The Protestant Missions — June 17, 2011 at 2:20 am

War with China and golden opportunities! 1894.

by

Prince Komatsu Akihito

The outbreak of the war with China made the year 1894 an important one in Japan’s history. This war affected in many ways the progress of Christianity. In the first place, the Christians had an opportunity to disprove the charge that had so persistently been brought against them of being deficient in loyalty. Those in the army were eager to prove their devotion to their country, and some of the most noteworthy deeds of personal valor were performed by them. An interdenominational society was formed through which money was raised and supplies contributed to furnish comforts for the soldiers.

The war opened a way for carrying the Gospel into the army. It will be remembered that soldiers had often been warned not to attend Christian services or to read Christian books. Even so late as the spring of 1894, a prince of the blood, who was in command of a garrison, gave what was practically an order that Christian soldiers must give up their religion. In a branch of this garrison, about a dozen of the common soldiers and a few officers formed an important part of the church in the city where they were stationed. The privates decided that it would be necessary for them to conform outwardly to the command, and asked to have their names erased from the register of the church.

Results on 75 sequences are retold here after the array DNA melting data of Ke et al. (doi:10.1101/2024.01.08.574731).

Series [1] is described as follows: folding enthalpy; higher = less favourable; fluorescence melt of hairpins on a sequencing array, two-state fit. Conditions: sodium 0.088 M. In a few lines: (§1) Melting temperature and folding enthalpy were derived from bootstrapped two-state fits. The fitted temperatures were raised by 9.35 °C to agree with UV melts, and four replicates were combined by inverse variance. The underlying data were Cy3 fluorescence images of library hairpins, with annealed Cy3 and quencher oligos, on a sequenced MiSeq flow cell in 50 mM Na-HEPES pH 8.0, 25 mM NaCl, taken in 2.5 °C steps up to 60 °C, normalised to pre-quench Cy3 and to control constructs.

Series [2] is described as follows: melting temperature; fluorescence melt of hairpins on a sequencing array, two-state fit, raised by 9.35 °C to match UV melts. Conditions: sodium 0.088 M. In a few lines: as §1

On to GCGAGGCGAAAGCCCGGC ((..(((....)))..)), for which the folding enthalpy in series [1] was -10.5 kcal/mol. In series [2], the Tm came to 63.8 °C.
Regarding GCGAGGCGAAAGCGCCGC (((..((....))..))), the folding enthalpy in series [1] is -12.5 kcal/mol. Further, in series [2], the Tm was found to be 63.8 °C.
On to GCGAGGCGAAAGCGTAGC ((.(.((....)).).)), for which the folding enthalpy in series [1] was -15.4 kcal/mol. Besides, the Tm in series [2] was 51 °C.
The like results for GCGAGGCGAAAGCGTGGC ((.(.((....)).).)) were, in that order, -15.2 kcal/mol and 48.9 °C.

Some of the officers felt obliged to take the same course. Now, however, a great change came. Rev. H. Loomis, the agent of the Bible Societies, obtained from the Vice-Minister of War permission to visit all the garrisons in Japan in order to supply the men with copies of the Gospels. Letters were sent to the commanding officers instructing them to give Mr. Loomis the necessary assistance for distributing the books. In some places regiments were drawn up in line that they might be addressed by a missionary before the books were given out. In other places the officers received the books and themselves distributed them to the men. A similar work was done in the navy. The Scriptures and other Christian literature were distributed to soldiers in the hospitals and even to the Chinese prisoners that were sent to Japan. In nearly every case the books were thankfully received, and many of the officers wrote letters expressing their appreciation of what had been done.
Prince Komatsu, who was next in command to the Emperor, expressed in person his gratitude to Mr. Loomis.
Five prominent Japanese ministers went to the seat of war as chaplains. They were sent by the Christians, but were recognized by the military authorities, so that they had their quarters with the army. When they were to deliver addresses, the officers usually gave out notices of the meetings and came themselves with the men. In addition to direct religious work, the chaplains, whose official designation signified “comforters,” tried in various ways to cheer the men by sympathetic ministrations to their welfare. Occasionally they came in contact with Chinese Christians. Notwithstanding the difference in language, they could communicate with these in writing. One of the chaplains says of a prayer-meeting held with the Chinese: “Though we could not talk together, the tunes of the hymns we sang, the name of Christ, and the word ‘ Amen ‘ were equally familiar to all.”

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